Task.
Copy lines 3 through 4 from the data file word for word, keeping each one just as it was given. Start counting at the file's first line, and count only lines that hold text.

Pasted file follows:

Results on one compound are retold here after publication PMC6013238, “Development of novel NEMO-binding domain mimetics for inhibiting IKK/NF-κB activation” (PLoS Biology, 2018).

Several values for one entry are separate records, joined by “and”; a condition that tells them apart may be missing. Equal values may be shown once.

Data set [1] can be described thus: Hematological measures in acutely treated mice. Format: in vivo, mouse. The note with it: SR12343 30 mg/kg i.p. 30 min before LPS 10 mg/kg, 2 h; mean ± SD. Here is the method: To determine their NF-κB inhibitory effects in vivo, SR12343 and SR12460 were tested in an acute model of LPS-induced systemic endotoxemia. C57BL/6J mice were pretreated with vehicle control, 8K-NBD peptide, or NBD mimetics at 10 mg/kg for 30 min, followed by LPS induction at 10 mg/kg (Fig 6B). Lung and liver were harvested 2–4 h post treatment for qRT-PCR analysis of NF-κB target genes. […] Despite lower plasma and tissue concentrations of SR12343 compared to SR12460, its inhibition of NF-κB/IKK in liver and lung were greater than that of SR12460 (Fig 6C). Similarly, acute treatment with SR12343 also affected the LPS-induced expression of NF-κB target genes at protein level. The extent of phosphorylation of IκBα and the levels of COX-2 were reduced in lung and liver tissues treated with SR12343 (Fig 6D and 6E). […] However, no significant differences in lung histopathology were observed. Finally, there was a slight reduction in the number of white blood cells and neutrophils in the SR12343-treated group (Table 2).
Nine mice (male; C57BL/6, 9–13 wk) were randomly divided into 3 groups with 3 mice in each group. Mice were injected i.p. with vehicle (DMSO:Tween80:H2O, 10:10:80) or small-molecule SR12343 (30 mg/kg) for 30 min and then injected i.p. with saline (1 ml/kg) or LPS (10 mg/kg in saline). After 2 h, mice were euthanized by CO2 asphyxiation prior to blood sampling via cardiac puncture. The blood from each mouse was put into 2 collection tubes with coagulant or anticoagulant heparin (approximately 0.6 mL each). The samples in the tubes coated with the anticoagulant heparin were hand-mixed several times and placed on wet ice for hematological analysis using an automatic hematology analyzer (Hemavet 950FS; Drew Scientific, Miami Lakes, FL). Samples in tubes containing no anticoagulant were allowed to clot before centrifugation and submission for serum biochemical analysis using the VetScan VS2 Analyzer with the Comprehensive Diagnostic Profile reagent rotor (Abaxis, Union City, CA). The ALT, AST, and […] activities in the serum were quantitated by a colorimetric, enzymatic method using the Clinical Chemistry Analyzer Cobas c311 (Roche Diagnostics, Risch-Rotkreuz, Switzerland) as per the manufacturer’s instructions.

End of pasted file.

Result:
Data set [1] can be described thus: Hematological measures in acutely treated mice. Format: in vivo, mouse. The note with it: SR12343 30 mg/kg i.p. 30 min before LPS 10 mg/kg, 2 h; mean ± SD. Here is the method: To determine their NF-κB inhibitory effects in vivo, SR12343 and SR12460 were tested in an acute model of LPS-induced systemic endotoxemia. C57BL/6J mice were pretreated with vehicle control, 8K-NBD peptide, or NBD mimetics at 10 mg/kg for 30 min, followed by LPS induction at 10 mg/kg (Fig 6B). Lung and liver were harvested 2–4 h post treatment for qRT-PCR analysis of NF-κB target genes. […] Despite lower plasma and tissue concentrations of SR12343 compared to SR12460, its inhibition of NF-κB/IKK in liver and lung were greater than that of SR12460 (Fig 6C). Similarly, acute treatment with SR12343 also affected the LPS-induced expression of NF-κB target genes at protein level. The extent of phosphorylation of IκBα and the levels of COX-2 were reduced in lung and liver tissues treated with SR12343 (Fig 6D and 6E). […] However, no significant differences in lung histopathology were observed. Finally, there was a slight reduction in the number of white blood cells and neutrophils in the SR12343-treated group (Table 2).
Nine mice (male; C57BL/6, 9–13 wk) were randomly divided into 3 groups with 3 mice in each group. Mice were injected i.p. with vehicle (DMSO:Tween80:H2O, 10:10:80) or small-molecule SR12343 (30 mg/kg) for 30 min and then injected i.p. with saline (1 ml/kg) or LPS (10 mg/kg in saline). After 2 h, mice were euthanized by CO2 asphyxiation prior to blood sampling via cardiac puncture. The blood from each mouse was put into 2 collection tubes with coagulant or anticoagulant heparin (approximately 0.6 mL each). The samples in the tubes coated with the anticoagulant heparin were hand-mixed several times and placed on wet ice for hematological analysis using an automatic hematology analyzer (Hemavet 950FS; Drew Scientific, Miami Lakes, FL). Samples in tubes containing no anticoagulant were allowed to clot before centrifugation and submission for serum biochemical analysis using the VetScan VS2 Analyzer with the Comprehensive Diagnostic Profile reagent rotor (Abaxis, Union City, CA). The ALT, AST, and […] activities in the serum were quantitated by a colorimetric, enzymatic method using the Clinical Chemistry Analyzer Cobas c311 (Roche Diagnostics, Risch-Rotkreuz, Switzerland) as per the manufacturer’s instructions.